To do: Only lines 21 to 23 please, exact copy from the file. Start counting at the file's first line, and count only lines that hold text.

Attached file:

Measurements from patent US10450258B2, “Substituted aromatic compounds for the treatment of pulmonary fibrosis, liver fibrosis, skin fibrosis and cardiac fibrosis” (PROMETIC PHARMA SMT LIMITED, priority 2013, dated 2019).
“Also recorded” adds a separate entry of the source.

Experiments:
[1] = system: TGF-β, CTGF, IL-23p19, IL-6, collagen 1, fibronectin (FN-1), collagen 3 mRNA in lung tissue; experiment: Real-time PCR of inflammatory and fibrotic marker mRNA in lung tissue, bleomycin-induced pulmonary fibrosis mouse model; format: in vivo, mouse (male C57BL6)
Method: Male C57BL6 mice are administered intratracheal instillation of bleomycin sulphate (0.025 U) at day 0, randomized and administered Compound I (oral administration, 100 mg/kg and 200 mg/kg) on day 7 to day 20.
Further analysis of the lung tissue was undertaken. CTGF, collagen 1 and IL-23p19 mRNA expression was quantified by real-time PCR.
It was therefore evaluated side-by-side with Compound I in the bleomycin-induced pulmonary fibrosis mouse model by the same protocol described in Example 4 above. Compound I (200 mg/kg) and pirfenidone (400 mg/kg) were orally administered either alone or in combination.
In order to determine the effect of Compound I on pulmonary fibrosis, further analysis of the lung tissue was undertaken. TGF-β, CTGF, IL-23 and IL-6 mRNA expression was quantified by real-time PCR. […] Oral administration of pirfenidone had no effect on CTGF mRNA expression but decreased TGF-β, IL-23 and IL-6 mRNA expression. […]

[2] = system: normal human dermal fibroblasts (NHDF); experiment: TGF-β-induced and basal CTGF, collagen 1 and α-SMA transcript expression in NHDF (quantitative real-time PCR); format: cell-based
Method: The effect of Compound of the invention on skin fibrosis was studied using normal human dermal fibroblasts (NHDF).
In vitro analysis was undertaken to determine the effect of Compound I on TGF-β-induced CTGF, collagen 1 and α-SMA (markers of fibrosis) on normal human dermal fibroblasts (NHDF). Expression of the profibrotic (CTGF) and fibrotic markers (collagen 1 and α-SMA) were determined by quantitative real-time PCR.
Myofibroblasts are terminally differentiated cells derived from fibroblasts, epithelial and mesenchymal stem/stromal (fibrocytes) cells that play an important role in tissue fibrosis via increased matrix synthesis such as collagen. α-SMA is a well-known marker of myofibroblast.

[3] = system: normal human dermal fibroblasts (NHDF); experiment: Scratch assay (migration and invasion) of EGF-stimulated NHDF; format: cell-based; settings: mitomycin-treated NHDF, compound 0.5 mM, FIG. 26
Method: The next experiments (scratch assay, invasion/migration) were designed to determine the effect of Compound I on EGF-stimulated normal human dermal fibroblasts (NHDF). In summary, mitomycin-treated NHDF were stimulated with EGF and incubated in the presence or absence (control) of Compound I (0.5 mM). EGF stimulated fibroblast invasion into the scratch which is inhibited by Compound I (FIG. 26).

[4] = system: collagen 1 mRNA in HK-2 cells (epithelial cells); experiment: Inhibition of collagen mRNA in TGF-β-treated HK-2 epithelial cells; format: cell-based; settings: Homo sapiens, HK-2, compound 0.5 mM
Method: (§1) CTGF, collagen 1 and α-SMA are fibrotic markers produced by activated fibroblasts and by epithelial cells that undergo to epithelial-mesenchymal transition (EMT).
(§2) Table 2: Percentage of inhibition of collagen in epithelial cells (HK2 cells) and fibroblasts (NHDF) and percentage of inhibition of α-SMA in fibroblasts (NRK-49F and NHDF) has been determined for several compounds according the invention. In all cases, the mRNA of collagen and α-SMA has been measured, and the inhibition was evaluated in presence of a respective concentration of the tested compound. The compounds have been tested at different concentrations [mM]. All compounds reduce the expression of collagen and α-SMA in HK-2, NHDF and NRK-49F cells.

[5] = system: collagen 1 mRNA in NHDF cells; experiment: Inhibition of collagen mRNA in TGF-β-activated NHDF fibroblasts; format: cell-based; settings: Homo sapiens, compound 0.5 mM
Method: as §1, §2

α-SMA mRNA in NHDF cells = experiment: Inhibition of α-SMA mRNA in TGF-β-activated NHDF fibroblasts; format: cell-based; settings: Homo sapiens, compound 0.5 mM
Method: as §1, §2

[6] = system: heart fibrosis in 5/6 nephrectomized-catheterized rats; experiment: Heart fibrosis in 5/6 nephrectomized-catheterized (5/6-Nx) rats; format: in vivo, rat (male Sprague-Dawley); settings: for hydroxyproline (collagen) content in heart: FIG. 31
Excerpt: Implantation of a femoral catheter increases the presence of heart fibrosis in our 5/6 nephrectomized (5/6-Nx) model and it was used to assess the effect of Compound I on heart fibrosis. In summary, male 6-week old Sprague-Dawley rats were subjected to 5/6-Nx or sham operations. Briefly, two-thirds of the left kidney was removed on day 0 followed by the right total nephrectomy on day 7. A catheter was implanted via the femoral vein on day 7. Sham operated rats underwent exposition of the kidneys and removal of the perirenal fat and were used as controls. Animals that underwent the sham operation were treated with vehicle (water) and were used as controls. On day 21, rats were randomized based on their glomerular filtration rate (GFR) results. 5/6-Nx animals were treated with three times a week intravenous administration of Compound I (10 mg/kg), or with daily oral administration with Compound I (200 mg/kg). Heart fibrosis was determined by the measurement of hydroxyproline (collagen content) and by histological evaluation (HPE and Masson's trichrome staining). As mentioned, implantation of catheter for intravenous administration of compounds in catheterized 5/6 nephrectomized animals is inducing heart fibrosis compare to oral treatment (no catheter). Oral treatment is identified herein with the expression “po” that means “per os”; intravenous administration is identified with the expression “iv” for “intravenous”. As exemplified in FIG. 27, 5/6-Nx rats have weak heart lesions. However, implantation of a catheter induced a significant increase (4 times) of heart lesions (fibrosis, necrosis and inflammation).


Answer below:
Method: as §1, §2

[6] = system: heart fibrosis in 5/6 nephrectomized-catheterized rats; experiment: Heart fibrosis in 5/6 nephrectomized-catheterized (5/6-Nx) rats; format: in vivo, rat (male Sprague-Dawley); settings: for hydroxyproline (collagen) content in heart: FIG. 31
Excerpt: Implantation of a femoral catheter increases the presence of heart fibrosis in our 5/6 nephrectomized (5/6-Nx) model and it was used to assess the effect of Compound I on heart fibrosis. In summary, male 6-week old Sprague-Dawley rats were subjected to 5/6-Nx or sham operations. Briefly, two-thirds of the left kidney was removed on day 0 followed by the right total nephrectomy on day 7. A catheter was implanted via the femoral vein on day 7. Sham operated rats underwent exposition of the kidneys and removal of the perirenal fat and were used as controls. Animals that underwent the sham operation were treated with vehicle (water) and were used as controls. On day 21, rats were randomized based on their glomerular filtration rate (GFR) results. 5/6-Nx animals were treated with three times a week intravenous administration of Compound I (10 mg/kg), or with daily oral administration with Compound I (200 mg/kg). Heart fibrosis was determined by the measurement of hydroxyproline (collagen content) and by histological evaluation (HPE and Masson's trichrome staining). As mentioned, implantation of catheter for intravenous administration of compounds in catheterized 5/6 nephrectomized animals is inducing heart fibrosis compare to oral treatment (no catheter). Oral treatment is identified herein with the expression “po” that means “per os”; intravenous administration is identified with the expression “iv” for “intravenous”. As exemplified in FIG. 27, 5/6-Nx rats have weak heart lesions. However, implantation of a catheter induced a significant increase (4 times) of heart lesions (fibrosis, necrosis and inflammation).